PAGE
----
More crashes with instructors, some say |

More crashes with instructors, some say

eagle county correspondent
Vail, CO Colorado

VAIL ” Ken Zimmerman’s fellow ski instructors noticed when he greeted people with his left hand instead of his right arm, injured when a skier crashed into him.

They began sharing similar stories.

“There’s been a lot of us hit,” Zimmerman, a Vail Mountain ski instructor, said about collisions this season.

Zimmerman is not the only one who thinks more ski instructors have been hit on Vail’s slopes this year than in recent memory. The Vail Daily has received several letters to the editor from people concerned about a trend that they and others say stems from a lack of personal responsibility and a lack of education and enforcement from Vail Resorts.

Zimmerman, 65, was teaching a lesson in Vail when an older man crashed into him from behind, he said. The man wrapped his arms around Zimmerman, who fell and tore two ligaments in his shoulder and chipped his shoulder blade, he said.

The man told Zimmerman he wasn’t paying attention. By the time the older man saw Zimmerman, he failed to react fast enough to avoid the collision, Zimmerman said.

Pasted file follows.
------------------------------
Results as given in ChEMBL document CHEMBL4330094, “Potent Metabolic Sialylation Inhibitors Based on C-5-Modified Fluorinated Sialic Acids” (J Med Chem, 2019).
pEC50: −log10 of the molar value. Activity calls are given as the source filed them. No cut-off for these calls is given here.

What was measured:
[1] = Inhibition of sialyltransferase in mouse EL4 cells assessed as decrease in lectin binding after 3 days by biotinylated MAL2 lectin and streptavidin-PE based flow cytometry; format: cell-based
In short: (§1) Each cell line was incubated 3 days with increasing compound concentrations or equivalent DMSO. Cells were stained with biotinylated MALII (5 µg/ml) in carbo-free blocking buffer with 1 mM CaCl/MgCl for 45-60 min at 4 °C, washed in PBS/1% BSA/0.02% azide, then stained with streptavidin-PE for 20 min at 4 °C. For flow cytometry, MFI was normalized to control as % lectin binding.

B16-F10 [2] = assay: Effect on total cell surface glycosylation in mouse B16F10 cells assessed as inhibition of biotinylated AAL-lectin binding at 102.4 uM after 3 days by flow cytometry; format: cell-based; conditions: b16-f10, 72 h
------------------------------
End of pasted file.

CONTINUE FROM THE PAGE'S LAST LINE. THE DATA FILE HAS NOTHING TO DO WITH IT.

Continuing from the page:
Zimmerman, who can quickly rattle off a list of at least five injured instructors, said that skiers and snowboarders should pay attention, look ahead and give ski instructors a wide berth.

Bill Hubbard, ski instructor for the Beaver Creek Ski and Snowboard School for eight years, said that he didn’t know whether more instructors had been hit this season, but that people are skiing “too damn fast.” People lack an understanding of the “Your Responsibility Code” ” a set of skier safety guidelines Vail and Beaver Creek ski mountains have adopted. This season seems worse than previous years, he said.

Three weeks ago, a skier grazed his skis. A week ago, a snowboarder knocked down someone in his class.

Hubbard said people should teach themselves how to ski responsibly.

“You’re responsible while driving a car,” he said. “You should be responsible on skis, too.”

The Colorado Skier Safety Act bolsters their argument. It states that the person skiing downhill must avoid colliding with people or objects below them.

Kaye Ferry, part-time ski instructor for Vail Resorts, was hit by a snowboarder in Jan. 2007. and broke five ribs as she taught a lesson.

Vail Resorts needs to better educate skiers and snowboarders, through posting more signs or distributing educational literature or videos, she said. More Yellow Jackets ” who patrol high-traffic areas for speeders ” on the mountain also would help, she said.

“The resort is going to having to be responsible,” Ferry said.

Jen Brown, spokeswoman for Vail Resorts, did not return phone calls seeking comment Tuesday.

Zimmerman is getting surgery on his shoulder Wednesday and he’s looking forward to coming back to a mountain where skiers and snowboarders are cautious, he said.

“I want to come back next fall and I don’t want to have to wear body armor to protect myself,” Zimmerman said.

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